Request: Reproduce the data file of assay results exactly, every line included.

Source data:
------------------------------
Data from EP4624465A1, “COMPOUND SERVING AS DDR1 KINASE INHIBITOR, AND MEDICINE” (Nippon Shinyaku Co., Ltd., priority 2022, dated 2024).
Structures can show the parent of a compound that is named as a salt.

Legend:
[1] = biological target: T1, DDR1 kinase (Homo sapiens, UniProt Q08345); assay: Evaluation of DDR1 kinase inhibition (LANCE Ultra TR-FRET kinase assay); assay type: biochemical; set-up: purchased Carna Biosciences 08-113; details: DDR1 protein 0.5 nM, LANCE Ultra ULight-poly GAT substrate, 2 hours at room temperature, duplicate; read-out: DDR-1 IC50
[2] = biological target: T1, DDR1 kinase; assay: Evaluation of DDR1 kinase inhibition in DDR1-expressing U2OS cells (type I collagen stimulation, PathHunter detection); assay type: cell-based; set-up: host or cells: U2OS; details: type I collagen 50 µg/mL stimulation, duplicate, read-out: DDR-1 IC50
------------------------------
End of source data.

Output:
Data from EP4624465A1, “COMPOUND SERVING AS DDR1 KINASE INHIBITOR, AND MEDICINE” (Nippon Shinyaku Co., Ltd., priority 2022, dated 2024).
Structures can show the parent of a compound that is named as a salt.

Legend:
[1] = biological target: T1, DDR1 kinase (Homo sapiens, UniProt Q08345); assay: Evaluation of DDR1 kinase inhibition (LANCE Ultra TR-FRET kinase assay); assay type: biochemical; set-up: purchased Carna Biosciences 08-113; details: DDR1 protein 0.5 nM, LANCE Ultra ULight-poly GAT substrate, 2 hours at room temperature, duplicate; read-out: DDR-1 IC50
[2] = biological target: T1, DDR1 kinase; assay: Evaluation of DDR1 kinase inhibition in DDR1-expressing U2OS cells (type I collagen stimulation, PathHunter detection); assay type: cell-based; set-up: host or cells: U2OS; details: type I collagen 50 µg/mL stimulation, duplicate, read-out: DDR-1 IC50